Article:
Over 250,000 Rohingya refugees get identity documents, for many a first
Over a quarter of a million Rohingya refugees from Myanmar have now been jointly registered and provided with identity cards by the Bangladesh authorities and UNHCR, the UN Refugee Agency.
Rohingya refugees sheltering in Bangladesh are stateless. Despite living in Myanmar for generations, the Rohingya lost their citizenship following a change in Myanmar laws in 1982. Today, more than 900,000 Rohingya refugees are in crowded settlements in Cox’s Bazar, 741,000 of these being people who have fled from Myanmar since August 2017.
The registration exercise, which began in June 2018, is about safeguarding the right of Rohingya refugees to be able to return home voluntarily to Myanmar in future. So far, the Government and UNHCR have registered 270,348 refugees (59,842 families) in the settlements in Cox’s Bazar district. Each day, over 4,000 refugees are registered at six different locations, where more than 450 staff are working long hours with the goal of completing the process by late 2019.
Comprehensive registration is important for improving the accuracy of data on refugees in Bangladesh. It provides national authorities and humanitarian organizations with a better understanding of the population and their needs. Data will facilitate the planning of programmes and the targeting of assistance to where it is needed most, particularly for people in acute need, such as women and children heading families and people with disabilities.
Included in refugee registration is basic biodata and other important information, including on family links. UNHCR uses a Biometric Identity Management System (BIMS) that captures unique data, including fingerprints and iris scans. At the end of the process, refugees receive an ID card that includes a photo and key information, such as name, date of birth and place of birth. The card also indicates Myanmar as the country of origin. All refugees over the age of 12 receive the card, and families also receive an attestation showing the details of all family members, including younger children.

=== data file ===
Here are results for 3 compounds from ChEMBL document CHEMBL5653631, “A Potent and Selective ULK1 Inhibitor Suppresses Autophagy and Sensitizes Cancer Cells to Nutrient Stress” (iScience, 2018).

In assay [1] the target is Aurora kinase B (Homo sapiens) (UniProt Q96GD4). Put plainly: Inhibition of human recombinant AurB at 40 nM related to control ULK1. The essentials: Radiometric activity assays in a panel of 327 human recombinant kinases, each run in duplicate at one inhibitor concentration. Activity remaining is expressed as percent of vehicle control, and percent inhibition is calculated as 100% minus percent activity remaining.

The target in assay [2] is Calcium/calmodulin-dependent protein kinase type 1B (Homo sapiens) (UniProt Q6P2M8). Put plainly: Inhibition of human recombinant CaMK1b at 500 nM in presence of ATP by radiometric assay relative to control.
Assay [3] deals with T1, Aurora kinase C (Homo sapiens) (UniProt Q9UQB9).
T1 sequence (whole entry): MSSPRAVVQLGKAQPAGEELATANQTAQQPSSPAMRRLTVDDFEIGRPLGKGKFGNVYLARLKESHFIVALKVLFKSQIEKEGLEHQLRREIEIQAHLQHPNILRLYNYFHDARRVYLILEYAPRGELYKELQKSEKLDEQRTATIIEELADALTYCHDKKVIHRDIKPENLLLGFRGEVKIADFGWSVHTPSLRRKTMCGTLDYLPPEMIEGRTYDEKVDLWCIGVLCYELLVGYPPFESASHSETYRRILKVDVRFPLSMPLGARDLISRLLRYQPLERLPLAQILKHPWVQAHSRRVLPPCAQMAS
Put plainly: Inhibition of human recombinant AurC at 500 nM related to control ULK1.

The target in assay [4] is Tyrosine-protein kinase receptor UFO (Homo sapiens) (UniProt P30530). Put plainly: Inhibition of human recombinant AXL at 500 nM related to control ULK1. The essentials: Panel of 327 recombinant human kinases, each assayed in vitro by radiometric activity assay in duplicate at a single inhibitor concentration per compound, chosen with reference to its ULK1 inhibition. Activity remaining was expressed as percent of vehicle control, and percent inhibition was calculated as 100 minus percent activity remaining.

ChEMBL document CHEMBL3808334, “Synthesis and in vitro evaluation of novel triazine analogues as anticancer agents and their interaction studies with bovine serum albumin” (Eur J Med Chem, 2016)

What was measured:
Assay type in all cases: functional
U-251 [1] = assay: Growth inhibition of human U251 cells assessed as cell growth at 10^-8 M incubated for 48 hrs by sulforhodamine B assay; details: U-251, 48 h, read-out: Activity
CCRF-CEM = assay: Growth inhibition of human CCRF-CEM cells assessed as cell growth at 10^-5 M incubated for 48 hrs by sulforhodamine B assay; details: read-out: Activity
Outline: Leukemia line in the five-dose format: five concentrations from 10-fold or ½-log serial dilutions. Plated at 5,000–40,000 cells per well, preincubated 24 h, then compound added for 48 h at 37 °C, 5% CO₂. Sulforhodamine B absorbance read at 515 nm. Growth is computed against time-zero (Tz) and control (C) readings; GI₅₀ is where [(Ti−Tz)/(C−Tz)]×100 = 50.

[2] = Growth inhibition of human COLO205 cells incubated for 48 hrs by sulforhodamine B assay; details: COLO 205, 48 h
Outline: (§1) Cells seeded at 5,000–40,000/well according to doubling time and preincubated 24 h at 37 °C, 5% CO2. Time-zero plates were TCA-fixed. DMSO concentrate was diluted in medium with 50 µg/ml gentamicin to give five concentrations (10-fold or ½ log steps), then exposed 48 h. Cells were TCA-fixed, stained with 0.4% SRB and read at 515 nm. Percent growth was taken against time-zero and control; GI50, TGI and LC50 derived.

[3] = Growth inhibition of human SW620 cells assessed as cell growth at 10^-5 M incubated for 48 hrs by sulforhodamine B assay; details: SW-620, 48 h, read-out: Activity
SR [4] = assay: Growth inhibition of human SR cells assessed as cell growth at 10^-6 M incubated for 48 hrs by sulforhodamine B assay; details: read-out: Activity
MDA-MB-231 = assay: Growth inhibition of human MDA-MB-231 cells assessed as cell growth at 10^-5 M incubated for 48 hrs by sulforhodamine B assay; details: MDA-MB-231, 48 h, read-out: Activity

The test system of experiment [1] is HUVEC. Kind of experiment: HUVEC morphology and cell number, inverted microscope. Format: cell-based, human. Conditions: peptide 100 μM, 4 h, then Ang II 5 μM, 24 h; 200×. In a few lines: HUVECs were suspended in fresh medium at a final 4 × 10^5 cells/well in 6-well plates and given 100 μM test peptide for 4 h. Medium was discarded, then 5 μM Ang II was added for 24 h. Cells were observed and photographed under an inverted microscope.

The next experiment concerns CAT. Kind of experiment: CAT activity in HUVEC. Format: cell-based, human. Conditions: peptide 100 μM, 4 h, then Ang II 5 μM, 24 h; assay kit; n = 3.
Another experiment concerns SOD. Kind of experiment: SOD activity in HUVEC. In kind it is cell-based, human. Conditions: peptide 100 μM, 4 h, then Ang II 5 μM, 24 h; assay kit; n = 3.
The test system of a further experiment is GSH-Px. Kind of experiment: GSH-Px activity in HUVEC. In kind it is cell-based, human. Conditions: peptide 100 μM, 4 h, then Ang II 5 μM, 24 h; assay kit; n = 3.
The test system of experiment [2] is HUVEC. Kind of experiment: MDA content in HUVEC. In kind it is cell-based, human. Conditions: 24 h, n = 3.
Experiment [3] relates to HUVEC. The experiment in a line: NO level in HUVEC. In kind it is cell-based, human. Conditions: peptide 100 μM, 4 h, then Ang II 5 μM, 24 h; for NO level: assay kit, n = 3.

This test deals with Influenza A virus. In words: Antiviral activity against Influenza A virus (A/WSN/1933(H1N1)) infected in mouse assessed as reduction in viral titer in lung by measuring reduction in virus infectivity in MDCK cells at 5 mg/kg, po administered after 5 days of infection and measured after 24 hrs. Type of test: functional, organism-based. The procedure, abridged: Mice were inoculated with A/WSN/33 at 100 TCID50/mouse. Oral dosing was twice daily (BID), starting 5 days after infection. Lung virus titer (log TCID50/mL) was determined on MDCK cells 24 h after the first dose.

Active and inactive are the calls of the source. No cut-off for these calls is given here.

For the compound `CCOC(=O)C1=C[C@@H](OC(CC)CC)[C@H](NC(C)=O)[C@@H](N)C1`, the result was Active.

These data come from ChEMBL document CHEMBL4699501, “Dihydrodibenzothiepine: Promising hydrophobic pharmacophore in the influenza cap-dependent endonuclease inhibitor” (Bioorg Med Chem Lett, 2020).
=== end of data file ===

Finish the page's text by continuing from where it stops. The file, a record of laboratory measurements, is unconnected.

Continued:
Information on the document is in English and Bengali, to facilitate interactions with national authorities. UNHCR developed the documents in cooperation with the Bangladeshi government, and the ID cards and attestations carry both the government and UNHCR logos.
UNHCR and the Bangladeshi authorities meet regularly with members of the refugee community, including imams, elders, teachers and other leaders, to explain the benefits of registration and respond to questions and concerns. Outreach teams composed of refugee volunteers go into the community to talk about the registration process and encourage people to register.
Rohingya refugees are living in an environmentally fragile part of Bangladesh that is prone to natural disasters. With the cyclone season underway and the monsoon season approaching, registration will also help reunite families in case they get separated during storms.
A Joint Response Plan (JRP) launched in February 2019 seeks to raise US$920 million for humanitarian needs of Rohingya refugees and vulnerable Bangladeshi host communities in 2019. As of mid-May the JRP is just under 18 cent funded (US$165.2 million). This is deeply worrying given that we are approaching the second half of 2019. It is vital that humanitarian agencies receive early and flexible funding in order to continue delivering lifesaving assistance and to improve the living conditions for refugees and host communities in Bangladesh.
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